Celebrate CONTACT with New Photography Books

May 14, 2015 | Brent | Comments (1) Facebook Twitter More...

It's hard to believe the CONTACT Photography Festival -- which runs throughout the month of May--is almost half over. There are still dozens of exhibitions and events taking place throughout the city; Our own exhibition at Toronto Reference Library, Exposed features highlights from the Toronto Star archive. On May 28 at 2pm, we're lucky to have Stephen Bulger -- his Queen West gallery is one of the preeminent photography venues in the city -- conduct a tour of the exhibit.

In keeping with all this activity, the Arts Department on the fifth floor of Toronto Reference has just received a bumper collection of new photography books. They are full of surprises. Matador features wonderful work by Spanish photographer Ricky Davila whose pictures of his extended family replicates Nicholas Nixon's classic photographs of the Brown sisters.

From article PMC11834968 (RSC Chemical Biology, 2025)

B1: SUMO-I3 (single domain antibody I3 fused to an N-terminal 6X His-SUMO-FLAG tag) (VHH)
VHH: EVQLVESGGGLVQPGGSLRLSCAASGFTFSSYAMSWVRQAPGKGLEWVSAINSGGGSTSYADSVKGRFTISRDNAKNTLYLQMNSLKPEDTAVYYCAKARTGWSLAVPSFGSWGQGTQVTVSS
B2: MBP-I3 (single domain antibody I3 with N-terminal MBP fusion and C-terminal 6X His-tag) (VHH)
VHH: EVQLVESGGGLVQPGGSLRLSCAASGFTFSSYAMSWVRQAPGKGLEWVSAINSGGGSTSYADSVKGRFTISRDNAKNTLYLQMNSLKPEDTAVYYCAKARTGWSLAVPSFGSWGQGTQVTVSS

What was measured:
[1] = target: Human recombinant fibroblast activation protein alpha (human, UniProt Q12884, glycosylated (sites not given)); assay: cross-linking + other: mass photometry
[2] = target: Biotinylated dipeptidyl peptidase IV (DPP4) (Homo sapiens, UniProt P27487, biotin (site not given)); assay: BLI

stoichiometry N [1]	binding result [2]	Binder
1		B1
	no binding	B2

With their casual poses and exquisite attention to light, both share links with some of the brilliant portraits by recently rediscovered Arkansas photographer Mike Disfarmer. Toronto Reference is fortunate to have new books featuring all three photographers:

     Matador photography    Nixon The Brown Sisters    Becoming Disfarmer

These are just a few of the new additions to our collection. They all look great, but they are so visually different that collectively they make a strong argument that photography might just be as diverse as painting.

           Lissie Habie       Rehersal of Space    Arctic

                   Filip Dujardin       Reisch

                         Joan Fontcuberta     Iran Interrupted

       Colita Fotografia       Grand Paris Martin Parr     Slovak New Wave

                 David Seymour      Eve Arnold       

                                   Object Photo

         Vanished Summer    Erwin Olaf  Steve Sabella

         Joan Colom      Office Romance     Exiles


                          Make a Photo Yourself

Scarborough Civic Centre Branch Has a Cool Green Roof